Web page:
Jane Lupica

My Fjord Internship: Humanizing the Retail Experience

When I started my internship at Fjord New York, I didn’t know what to expect from a design consultancy. I definitely never envisioned that I, a computer science major at Duke, would soon be opening a mannequin with a power saw, but Fjordians are all about exploring the unexpected. I was incredibly lucky to get to work with some of the most creative minds to tackle pop up stores, a rising trend in retail, by rethinking data and technology integration.


With a plethora of location-based and demographic data at my fingertips, a simple computer algorithm seemed like a straightforward solution to determine a pop up’s location. However, being surrounded by a community of designers at Fjord, who are driven to think in terms of human-centric design, I wondered how we could incorporate more personality in this analysis than a mere computer program could provide.

Turning to a completely digitalized retail experience is often not the best case. Although purchasing items online from our home is comfortable and easy, it accounts for just 8% of overall retail sales. There is an intimate and multi-sensory aspect involved when we interact with clothes in person that transcends the simplicity of ordering online. We are offered the instant ability to feel a product’s material, ensure the correct size, and be confident in a piece before purchase. Clothes do not translate as well in the two-dimensional, online world as they do in person, which is why a large majority of Americans prefer to shop in-store.

Likewise, algorithms can scrape data and provide physical numbers on demographics such as similar brands, geotagged venues, and heavy foot traffic locations; however, I believe we must apply human intuition to the data analysis for an activity like shopping, because it involves an emotion-driven thought process. By using computer science to augment human innovation, we can take normal data analysis one step further to focus on the personal element ingrained in this research.

As humans, we possess the complex ability to understand data implications on a much deeper level than computers. I channeled this human centered thinking and worked exclusively with data that I manually mined from designers’ social media accounts. Upon noticing different trends across each designer’s fan base, I knew there was a way to turn these disjointed data points into coherent personality traits. Each person is a complex makeup of multiple demographics and interests that are insignificant alone but give a person depth when combined. By iterating through randomized groupings of the followers’ data points, I considered the circumstances where they connected within that group. Through this research I was able to generate concrete attributes that, when combined together, described each designers’ unique fan base.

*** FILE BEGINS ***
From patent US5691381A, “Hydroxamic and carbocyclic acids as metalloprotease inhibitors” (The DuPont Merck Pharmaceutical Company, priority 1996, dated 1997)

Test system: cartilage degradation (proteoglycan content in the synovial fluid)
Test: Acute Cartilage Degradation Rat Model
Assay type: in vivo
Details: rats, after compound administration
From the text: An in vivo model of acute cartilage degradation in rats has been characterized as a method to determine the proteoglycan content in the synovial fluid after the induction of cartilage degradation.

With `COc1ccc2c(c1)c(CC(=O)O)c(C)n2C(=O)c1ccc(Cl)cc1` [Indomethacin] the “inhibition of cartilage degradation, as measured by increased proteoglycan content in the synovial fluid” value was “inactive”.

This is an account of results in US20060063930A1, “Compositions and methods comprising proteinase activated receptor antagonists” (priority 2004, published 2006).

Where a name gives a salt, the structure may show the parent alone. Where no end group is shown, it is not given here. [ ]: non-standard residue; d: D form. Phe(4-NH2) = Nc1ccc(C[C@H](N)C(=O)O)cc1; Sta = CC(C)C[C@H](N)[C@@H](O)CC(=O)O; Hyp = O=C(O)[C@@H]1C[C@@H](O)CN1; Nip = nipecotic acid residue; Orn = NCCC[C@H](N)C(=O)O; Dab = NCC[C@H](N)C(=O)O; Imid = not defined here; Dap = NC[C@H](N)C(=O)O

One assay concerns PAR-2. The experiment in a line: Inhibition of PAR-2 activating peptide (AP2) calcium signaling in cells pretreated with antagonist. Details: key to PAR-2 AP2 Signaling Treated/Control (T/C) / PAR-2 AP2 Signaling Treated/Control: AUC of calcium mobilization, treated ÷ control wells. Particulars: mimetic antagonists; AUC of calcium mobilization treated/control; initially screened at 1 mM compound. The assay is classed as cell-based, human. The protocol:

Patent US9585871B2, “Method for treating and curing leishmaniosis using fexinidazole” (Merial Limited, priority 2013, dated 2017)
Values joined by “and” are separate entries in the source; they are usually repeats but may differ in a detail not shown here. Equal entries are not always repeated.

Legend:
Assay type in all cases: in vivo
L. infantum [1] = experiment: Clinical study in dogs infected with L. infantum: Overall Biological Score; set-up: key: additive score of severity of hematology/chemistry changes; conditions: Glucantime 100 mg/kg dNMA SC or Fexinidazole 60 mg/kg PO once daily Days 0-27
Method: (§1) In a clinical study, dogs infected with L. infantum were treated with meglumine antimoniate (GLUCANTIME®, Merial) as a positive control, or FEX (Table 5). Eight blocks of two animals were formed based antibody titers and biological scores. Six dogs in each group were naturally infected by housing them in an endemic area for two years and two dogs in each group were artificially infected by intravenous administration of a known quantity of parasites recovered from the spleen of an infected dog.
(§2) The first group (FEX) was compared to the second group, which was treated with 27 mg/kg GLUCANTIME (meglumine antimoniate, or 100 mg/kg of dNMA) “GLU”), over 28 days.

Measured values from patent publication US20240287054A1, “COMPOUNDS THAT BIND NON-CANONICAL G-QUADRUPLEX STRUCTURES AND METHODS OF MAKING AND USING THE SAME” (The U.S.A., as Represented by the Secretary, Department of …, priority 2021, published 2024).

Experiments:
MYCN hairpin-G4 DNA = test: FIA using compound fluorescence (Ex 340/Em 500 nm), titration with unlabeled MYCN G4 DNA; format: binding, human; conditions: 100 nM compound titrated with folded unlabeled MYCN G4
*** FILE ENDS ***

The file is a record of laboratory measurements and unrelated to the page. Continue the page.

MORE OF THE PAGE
By furthering this research to include computerized data, we could easily find the overlapping interests and then apply a human based thought processes to determine attributes of not only a brand’s followers, but also of events.  The process becomes much more personal, and people with certain characteristics would be linked to events with the same ones. This human centered analysis gives brands the opportunity to create events in the right locations or predict at which existing events their customers will already be located.

Specifically in relation to pop up stores, their successes come from being designed directly for a personal audience and providing a shopping experience. By knowing its clientele through this humanizing analysis, a brand can tailor custom features of its store to directly align with customers’ interests and pop up in a location where consumers will already be. Additionally, through channelling creative and innovative ways to market their products, designers are able to express their own distinct aesthetics in a style that cannot translate as strongly on a computer or app.

For example, eyewear company Warby Parker drove around the country in a refurbished school bus, bringing products directly to consumers who normally could only purchase them online, whereas Hermés launched brightly colored pop up experiences in celebration of its 80th anniversary. These flexible retail stores allowed an exclusive, short term experience with efficient sales, low real estate costs, and a lasting impression beyond just a product.


Designing these pop up stores in a world of booming technology is another challenge in itself.  With our access to limitless possibilities for in store digitalization, focusing on a natural integration of technology is crucial. We must avoid implementing overwhelming advertisements and flashy in-store gimmicks that scream for attention, because they only distract customers from interacting with the physical retail product. Without interaction, one of the main purposes of an in-store experience has been discredited.

The Fjord team and I worked on brand storytelling through subtly integrated technology that does not distract a customer with a video or large TV. Rather, it uses small, unobtrusive screens to showcase a retail product and its backstory in order to encourage physical interaction with the piece.

Overall, this internship encouraged me to examine Computer Science in a more complete light. I learned the importance of not only focusing on the technology driving future change, but how these innovations can be executed through effective design. Because of Fjord, I will approach the new semester with a fresh perspective on the technological world and will channel design thinking to drive my future studies.

Jane Lupica

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